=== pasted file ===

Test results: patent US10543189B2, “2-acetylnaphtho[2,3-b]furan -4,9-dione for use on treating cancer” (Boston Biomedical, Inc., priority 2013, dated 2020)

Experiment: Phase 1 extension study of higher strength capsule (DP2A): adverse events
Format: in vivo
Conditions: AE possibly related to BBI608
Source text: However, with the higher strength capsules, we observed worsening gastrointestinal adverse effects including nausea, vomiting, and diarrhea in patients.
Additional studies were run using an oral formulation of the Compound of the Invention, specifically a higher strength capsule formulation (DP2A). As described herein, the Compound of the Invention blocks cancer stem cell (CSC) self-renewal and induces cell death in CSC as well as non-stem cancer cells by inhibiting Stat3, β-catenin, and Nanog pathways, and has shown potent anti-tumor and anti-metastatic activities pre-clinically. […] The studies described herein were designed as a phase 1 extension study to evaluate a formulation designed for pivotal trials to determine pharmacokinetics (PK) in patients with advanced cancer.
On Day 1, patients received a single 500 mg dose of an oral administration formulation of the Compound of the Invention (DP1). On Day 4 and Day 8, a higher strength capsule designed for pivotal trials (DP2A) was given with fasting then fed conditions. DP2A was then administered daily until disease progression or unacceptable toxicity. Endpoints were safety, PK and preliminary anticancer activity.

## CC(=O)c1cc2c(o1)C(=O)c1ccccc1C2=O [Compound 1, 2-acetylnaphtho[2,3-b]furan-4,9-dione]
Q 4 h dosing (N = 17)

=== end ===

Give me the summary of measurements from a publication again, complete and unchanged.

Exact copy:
Test results: patent US10543189B2, “2-acetylnaphtho[2,3-b]furan -4,9-dione for use on treating cancer” (Boston Biomedical, Inc., priority 2013, dated 2020)

Experiment: Phase 1 extension study of higher strength capsule (DP2A): adverse events
Format: in vivo
Conditions: AE possibly related to BBI608
Source text: However, with the higher strength capsules, we observed worsening gastrointestinal adverse effects including nausea, vomiting, and diarrhea in patients.
Additional studies were run using an oral formulation of the Compound of the Invention, specifically a higher strength capsule formulation (DP2A). As described herein, the Compound of the Invention blocks cancer stem cell (CSC) self-renewal and induces cell death in CSC as well as non-stem cancer cells by inhibiting Stat3, β-catenin, and Nanog pathways, and has shown potent anti-tumor and anti-metastatic activities pre-clinically. […] The studies described herein were designed as a phase 1 extension study to evaluate a formulation designed for pivotal trials to determine pharmacokinetics (PK) in patients with advanced cancer.
On Day 1, patients received a single 500 mg dose of an oral administration formulation of the Compound of the Invention (DP1). On Day 4 and Day 8, a higher strength capsule designed for pivotal trials (DP2A) was given with fasting then fed conditions. DP2A was then administered daily until disease progression or unacceptable toxicity. Endpoints were safety, PK and preliminary anticancer activity.

## CC(=O)c1cc2c(o1)C(=O)c1ccccc1C2=O [Compound 1, 2-acetylnaphtho[2,3-b]furan-4,9-dione]
Q 4 h dosing (N = 17)